Beat of a different drum

Guest Writer; Cindy Meyering


Loneliness. It’s one of the primal fears we have for ourselves, and one that we try to protect our children from experiencing. After observing children for many decades, I have come to find common themes in their behaviors that are worrisome, and others that are simply goofy kid stuff. But the one behavior that scares many adults is when a child is "a loner". We try to find the cause, looking at sensory issues, learning disorders and impulsivity and as well as social ills such as bullying and problems with self-confidence. The fact that these behaviors come and go during different natural stages of child development makes it harder to determine if "this too shall pass" for a child. I have found, however, that giving a child something to do often opens the unique skills sets that have been dormant. Children have an incredible capacity to sprout in good soil, and I have found that music is the right kind of earth to plant a talent.



Articles abound with the successes of music therapy to heal and integrate neurological functions of the brain. Dance and other tempo driven activities not only improve flexibility and coordination, but the deliberate muscle movement connected with repeated rhythms has been known to decrease ADHD types of disorders as it strengthens whole body focus and mental functioning. Learning an instrument can increase the self-confidence of a child who struggles with verbal reading, as they can show innate competence and skill learning to read music.


The child who presents as a loner may be marching to the beat of a different drum. I have heard numerous adults tell me they wish they had the courage to play an instrument or sing or write a song; as music inspires us to join with others and not isolate. On several occasions, managers of local bands and music programs have readily testified that "Band saved me" and touting how getting into music during one of those difficult developmental ages gave them something to do and that sprouted a successful direction for their life.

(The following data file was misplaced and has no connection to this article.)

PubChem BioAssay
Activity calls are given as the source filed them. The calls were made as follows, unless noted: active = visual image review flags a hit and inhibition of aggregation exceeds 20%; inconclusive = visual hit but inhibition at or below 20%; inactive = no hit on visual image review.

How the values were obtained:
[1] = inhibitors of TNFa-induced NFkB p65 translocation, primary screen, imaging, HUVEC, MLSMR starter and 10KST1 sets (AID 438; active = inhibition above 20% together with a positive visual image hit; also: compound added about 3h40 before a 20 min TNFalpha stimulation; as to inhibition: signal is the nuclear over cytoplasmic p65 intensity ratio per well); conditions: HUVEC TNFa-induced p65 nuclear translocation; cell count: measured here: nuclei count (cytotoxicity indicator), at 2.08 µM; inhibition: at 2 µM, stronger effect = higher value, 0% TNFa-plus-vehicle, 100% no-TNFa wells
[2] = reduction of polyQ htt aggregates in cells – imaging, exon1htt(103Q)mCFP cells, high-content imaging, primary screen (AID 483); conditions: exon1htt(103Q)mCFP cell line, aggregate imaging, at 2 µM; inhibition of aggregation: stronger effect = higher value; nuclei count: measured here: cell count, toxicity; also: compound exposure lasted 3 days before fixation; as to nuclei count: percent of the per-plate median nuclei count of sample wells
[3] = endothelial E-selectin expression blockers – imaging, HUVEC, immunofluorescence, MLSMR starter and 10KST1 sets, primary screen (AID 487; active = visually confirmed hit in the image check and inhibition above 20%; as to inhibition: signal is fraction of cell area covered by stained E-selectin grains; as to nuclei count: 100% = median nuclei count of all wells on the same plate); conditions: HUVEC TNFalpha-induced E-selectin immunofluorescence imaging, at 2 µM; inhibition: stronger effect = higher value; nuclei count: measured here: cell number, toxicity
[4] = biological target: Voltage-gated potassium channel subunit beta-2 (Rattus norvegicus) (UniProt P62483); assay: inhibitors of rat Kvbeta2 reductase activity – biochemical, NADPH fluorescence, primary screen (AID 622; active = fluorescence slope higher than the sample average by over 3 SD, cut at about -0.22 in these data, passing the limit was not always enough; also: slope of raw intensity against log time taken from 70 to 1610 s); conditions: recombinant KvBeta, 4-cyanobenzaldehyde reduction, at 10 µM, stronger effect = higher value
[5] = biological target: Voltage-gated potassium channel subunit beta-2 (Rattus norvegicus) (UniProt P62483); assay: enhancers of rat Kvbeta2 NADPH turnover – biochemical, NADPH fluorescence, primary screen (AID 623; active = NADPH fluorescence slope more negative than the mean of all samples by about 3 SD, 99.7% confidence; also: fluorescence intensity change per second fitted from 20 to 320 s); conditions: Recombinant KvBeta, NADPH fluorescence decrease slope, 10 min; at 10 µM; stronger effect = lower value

Denton County has good earth for the many crops across our cities and towns. Our reputation for growing musical talent continues to produce performers, songwriters, and music programs that garner world attention. Denton county boasts many school districts with music programs that are state and nationally recognized for excellence, and are devoted to offering students ample opportunity to join the sound wave that composes our community. Local examples include Northwest ISD who has achieved recognition as Best in Community Music Education for the 11thconsecutive year! And the music program at Argyle ISD has produced medal-winning champions year after year and shows no signs of slowing down.


For those wanting to learn an instrument, our area schools excel within the many public education music programs offered to all ages. Local school districts are a good starting point as you look for ways to introduce music to your child. They provide budding musicians with opportunities starting at the elementary age level and can find a way to get instruments into the hands of students as they progress within the program. Furthermore, many of the music teachers also have contacts for private lessons that can develop performance skills.


Just as there are different styles of music, there are different learning styles as well, so have confidence as you discover what works. Some musicians learn to read music in a snap! There are others who learn by ear and can pluck out a tune after hearing it played once. So, put a set of drumsticks, a guitar pick, something in their hands that can connect them to the one-to-one attention of a music instructor. Listen to them play and then take the risk to learn an instrument yourself! Hold a mandolin and see if it fits in your hand and then join in the adventure. Open your voice and see what song is released from you. March to the beat of that different drum and notice how many others are out there just like you.

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